Senior Fellow CCLCS
The physical maltreatment of children is a social problem and medical problem in Trinidad and Tobago. Child abuse is not new to the country, but die to the proliferation of internet use, cellular phone and social media, the issue has been ‘made public’, or as the young people say, ‘is blowing up’.
To be sure, the history of child maltreatment, neglect, and physical injury is a long one, particularly in post-colonial states like ours. Child-rearing methods long ago were often austere and severe; harsh punishments inflicted by parents and the other adult authorities were commonplace, in fact, normative.
Long ago parents had total sovereignty over their children. In the colonial era, physical punishment in the name of discipline rarely could be viewed as too harsh, as the system was one based on oppression, exploitation and abuse. As was the case with the salve master and the slave, the whipping and caning of children was the prerogative of parents and teachers. Corporal punishment was the regular disciplinary fare, with the dictum ‘spare the rod and spoil the child’ capturing the child-rearing spirit at the time.
It took a certain organised interest in medicine to discover child abuse as a medical problem. The key in defining and legitimising child abuse as a medical problem. The appearance of the article, ‘The Battered Child Syndrome’ in a prestigious medical journal, opened the proverbial floodgates (Kempe et al., 1962). The editorial underling the medical seriousness of the problem, gives visibility and legitimacy to battered children as a significant medical problem in society, one that had before been unacknowledged or ignored.
They described the syndrome with characteristics that include the victims being usually under 3 years old and neglected, having traumatic injuries (especially to the head and the long bones), and having parents who themselves had been battered as children and who denied the abuse of their own child.
Child abuse is not an isolated social phenomenon, and it is rooted in the socio-cultural landscape of the society. Research has shown there is a higher incidence of child abuse in families subject to social stresses such as working-class families, ‘broken’ families, and families with four or more children. The incidences of this violence are also exacerbated by issues such as poverty, social exclusion and isolation and mental distress.
Violence against children is rooted in the practices of child-rearing societal culture, especially in the use of force in adult-child relations, and in the social structure, particularly in the existence of poverty. Further, children are victims of social forms of child abuse such as malnutrition, poverty, poor education and medical services, and physical abuse in schools and other child caring organisations.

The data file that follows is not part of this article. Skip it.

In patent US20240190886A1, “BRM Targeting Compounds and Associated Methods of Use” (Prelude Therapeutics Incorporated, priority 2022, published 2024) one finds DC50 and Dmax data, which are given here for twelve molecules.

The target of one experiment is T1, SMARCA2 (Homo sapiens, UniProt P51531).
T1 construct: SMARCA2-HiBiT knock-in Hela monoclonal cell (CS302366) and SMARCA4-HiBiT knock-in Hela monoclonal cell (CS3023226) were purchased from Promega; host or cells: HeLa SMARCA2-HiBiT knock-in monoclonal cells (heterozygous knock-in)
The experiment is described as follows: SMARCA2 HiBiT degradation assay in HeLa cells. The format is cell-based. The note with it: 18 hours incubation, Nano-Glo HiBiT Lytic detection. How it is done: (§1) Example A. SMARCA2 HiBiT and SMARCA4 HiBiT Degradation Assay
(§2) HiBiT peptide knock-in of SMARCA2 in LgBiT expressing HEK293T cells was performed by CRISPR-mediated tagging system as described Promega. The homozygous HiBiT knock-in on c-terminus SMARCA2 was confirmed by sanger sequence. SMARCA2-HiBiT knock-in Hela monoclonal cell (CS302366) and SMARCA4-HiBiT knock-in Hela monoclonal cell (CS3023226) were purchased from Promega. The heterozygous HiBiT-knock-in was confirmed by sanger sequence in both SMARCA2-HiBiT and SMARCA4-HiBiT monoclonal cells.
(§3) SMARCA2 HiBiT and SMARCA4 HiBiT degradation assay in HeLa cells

When schools and other childcare settings employ practices that are not conducive to optimum child development, such as corporal punishment and other demeaning and threatening, negative disciplinary measures; they convey a subtle message to parents saying that this treatment is appropriate as it is sanctioned by educational authorities.
Parsons (1951) pointed out that when deviance is seen as willful, it tends to be defined as a crime; when it is seen as un-willful, it tends to be defined as sickness. In Trinidad and Tobago, because of the way children are defined and the status ascribed to them, they are much more likely to have their behaviour defined as willful.
It must be noted that children, by nature have a dependent status in our society. All societies are designed to some extent to protect their children, and we are no different. As such, when cases of child abuse increase, there is arguably the propensity to arouse a protective response in society by institutions such as the child protective services, orphanages, and the judiciary. This can be seen as being manifested in increase in the number of safe houses, the increase in laws related to child labour, child abuse and child protection.
In terms of viewing child abuse as a medical issue, the move in this direction demonstrates a public health approach to the problem, as opposed to the old theories which were restricted to cultural and familial issues.
In this sense the medical fraternity is seen a protective institution. The protection of the child aligns with the protective response of medicine, and this relatively new approach encourages increased protection for our children, and utilises the links with the state and other authorities to reducing the levels of child abuse in our society. And in a broader, more holistic approach, one can subscribe to the view that in a democratic society like Trinidad and Tobago, early medical intervention is more justified than legal or civil interventions that come as a response to the actions of the abusers.